I Should But I Just Don’t Want To…

One of the most dreaded business shoulds is succession planning.  

Because a should means you have to. A should feels like some mythical exercise you don’t want to face (like planning who your husband should marry if something happens to you. It can be about that appealing).  

National statistics continue to indicate the number of nonprofit leaders leaving their executive roles in the next 5 years is growing yet only 27% of nonprofits report having a documented plan. I hesitate to even use the words, “documented succession plan” for fear of losing all readers right here.  

But stay with me – there’s relief offered here to take away this should to something more captivating and engaging. First, reject whatever idea you have of succession planning that makes you dread it because these ideas are the reasons we don’t do it.  

Why We Don’t Tackle Succession Planning:    
  1. Don’t want to think about it – depressing  
  2. Don’t want to be disrespectful to incumbent leaders – if we have a plan for life without them, we won’t need them anymore.  
  3. Don’t want to give my board the idea that I might leave or retire.  
  4. This is not the squeaky wheel – no one is demanding we get this done by Friday or this month. Therefore, procrastination is the answer especially since…
  5. … its’ not likely to be my problem.
  6. We have done it before and it’s here somewhere (though I doubt I could find it if you offered me $100)  
  7. We are not going to need it anytime soon and by then, whatever we do now won’t be relevant.    
  8. We have no idea WHO we would name as successor.

You recognize those delay tactics, don’t you? And this illustrates that we might have the wrong idea about what a succession plan needs to be. It can be as simple as an Essentials Plan which is quick and dirty… back to the mythical – what if leader wins the lottery?  

Sample Essentials Plan List:    
  1. Where the physical office keys
  2. Bank accounts  
  3. Office passwords
  4. Online file organizations  
  5. Paper file organization  
  6. Key contact info
  7. Access to calendar
  8. Deadlines for contract or grant renewals  

This is simple stuff. When I am going on a long trip, I leave notes on my countertop for my family like these and it takes no time at all. There is no need to procrastinate an Essentials Plan.

There are lots of samples out there that perpetuate a dreaded exercise of what a succession plan should be complete with templates. But what is more substantive and interesting is Transition Planning. Transition planning focuses on questions like:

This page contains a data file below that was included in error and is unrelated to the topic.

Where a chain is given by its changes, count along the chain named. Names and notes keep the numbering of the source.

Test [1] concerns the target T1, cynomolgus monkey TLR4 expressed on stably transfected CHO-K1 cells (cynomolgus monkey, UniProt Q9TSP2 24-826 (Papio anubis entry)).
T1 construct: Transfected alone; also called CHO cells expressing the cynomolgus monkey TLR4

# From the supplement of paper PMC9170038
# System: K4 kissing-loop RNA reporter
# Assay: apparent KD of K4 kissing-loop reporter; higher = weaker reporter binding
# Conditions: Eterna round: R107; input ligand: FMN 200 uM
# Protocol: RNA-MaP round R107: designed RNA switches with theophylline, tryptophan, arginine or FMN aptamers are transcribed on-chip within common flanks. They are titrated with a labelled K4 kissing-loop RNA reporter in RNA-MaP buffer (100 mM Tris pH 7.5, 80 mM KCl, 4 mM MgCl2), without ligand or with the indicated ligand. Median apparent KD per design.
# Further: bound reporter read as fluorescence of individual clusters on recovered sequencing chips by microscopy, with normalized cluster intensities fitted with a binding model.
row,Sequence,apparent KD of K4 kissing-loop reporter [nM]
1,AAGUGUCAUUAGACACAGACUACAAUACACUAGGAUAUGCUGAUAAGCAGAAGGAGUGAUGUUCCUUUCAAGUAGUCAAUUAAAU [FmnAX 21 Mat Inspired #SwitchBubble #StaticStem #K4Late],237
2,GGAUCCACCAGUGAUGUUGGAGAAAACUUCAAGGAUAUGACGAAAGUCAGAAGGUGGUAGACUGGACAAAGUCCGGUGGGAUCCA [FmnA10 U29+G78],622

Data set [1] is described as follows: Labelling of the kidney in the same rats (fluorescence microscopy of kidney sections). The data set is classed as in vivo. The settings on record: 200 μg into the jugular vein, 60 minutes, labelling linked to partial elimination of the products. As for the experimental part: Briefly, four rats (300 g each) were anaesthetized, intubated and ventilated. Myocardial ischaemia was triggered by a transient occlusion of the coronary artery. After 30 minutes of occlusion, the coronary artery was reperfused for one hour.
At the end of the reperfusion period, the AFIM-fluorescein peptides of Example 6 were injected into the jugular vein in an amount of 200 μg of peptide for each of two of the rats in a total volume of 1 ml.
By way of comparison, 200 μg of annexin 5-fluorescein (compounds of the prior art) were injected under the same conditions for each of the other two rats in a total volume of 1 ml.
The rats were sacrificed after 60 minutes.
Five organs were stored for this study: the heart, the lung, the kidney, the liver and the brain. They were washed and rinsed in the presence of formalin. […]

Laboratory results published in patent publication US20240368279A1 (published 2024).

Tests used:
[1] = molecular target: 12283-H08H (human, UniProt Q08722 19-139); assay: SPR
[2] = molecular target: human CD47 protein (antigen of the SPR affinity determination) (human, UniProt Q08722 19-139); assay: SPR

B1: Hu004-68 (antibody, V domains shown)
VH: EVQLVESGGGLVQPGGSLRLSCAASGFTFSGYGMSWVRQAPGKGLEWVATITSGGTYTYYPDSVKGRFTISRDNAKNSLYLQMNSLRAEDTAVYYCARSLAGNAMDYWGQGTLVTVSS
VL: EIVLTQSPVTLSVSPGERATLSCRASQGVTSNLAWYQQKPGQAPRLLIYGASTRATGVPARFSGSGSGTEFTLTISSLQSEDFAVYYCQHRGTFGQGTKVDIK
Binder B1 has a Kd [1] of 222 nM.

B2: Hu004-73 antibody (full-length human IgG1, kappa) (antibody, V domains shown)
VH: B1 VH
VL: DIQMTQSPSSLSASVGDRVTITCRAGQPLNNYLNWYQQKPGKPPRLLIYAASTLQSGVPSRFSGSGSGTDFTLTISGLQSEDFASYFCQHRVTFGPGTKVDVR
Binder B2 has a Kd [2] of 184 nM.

1. What would the impact be on the organization if leadership changes?  
  2. Who are the current most important three people to your organization’s success?  

A leadership consultant worked with my father on his small law firm’s sustainability – the consultant identified the single most valuable person as my father’s secretary who was also serving as the operations manager, payroll clerk, his eyes and ears on what needed attention in the building, including the team and client records. Instead of a succession plan, the consultant advised him to focus on a retention plan.

Transitions are Intriguing  
  1. Transition planning also has more engaging questions to think about instead of, WHO would we name? The identified who could be irrelevant by the time they are needed. Transition questions are broader and visionary:  
  2. Would we even fill the position? With one person, multiple people, or would we simply reorganize some of the work among others?
  3. What is the most likely externally imposed change facing us in the next 5 years?  
  4. If that happens, how would that change our current position and/or our operating budget? Are we planning financially for that?  
  5. Could our mission benefit from changing our business model?  

Would we use a professional transition firm? Executive recruiter? Interim Executive? Do we have the money, or do we need to start putting some aside?  

A transition planning question I really like is from Growing a Business, by Paul Hawken, founder, of the gardening company, Smith and Hawkins. He kept a question on his desk that asked, “If they hired a rock star in this field to come take my job, What would they do differently”? Most of us know that answer but honestly, we do not want to be the one who does it. It might involve some more business shoulds, but it can be intriguing to contemplate, and dare I say fun with the right facilitator and process.  

Shoulds are drudgery. Discussing future transitions is energizing and can build momentum. It is time to start the conversation.

Kathy Ridge is the Director of Interim Management Services at Armstrong McGuire who specializes in transition leadership. She create LevRidge Resources, a consulting firm serving nonprofits through financial, business and leadership transitions and merged with Armstrong McGuire in 2022. Through LevRidge Resources and Lift Connection, a network she created of credentialled interim executives and transition consultants, Kathy now recognized by her peers as a leader in the field of nonprofit executive transitions. Learn more about Kathy in her bio.

Check out our recent video on Interim Leadership featuring Senior Advisor Stephen Smith here.

Back to Blog

We want to hear from you!

Whether you’re ready to expand your organizational capacity and move forward with purpose, or just want to talk shop, we’d love to connect.

Get In Touch

From our hearts to your inbox.

Sign up for our newsletters.

Thank you! Your submission has been received!
Oops! Something went wrong while submitting the form.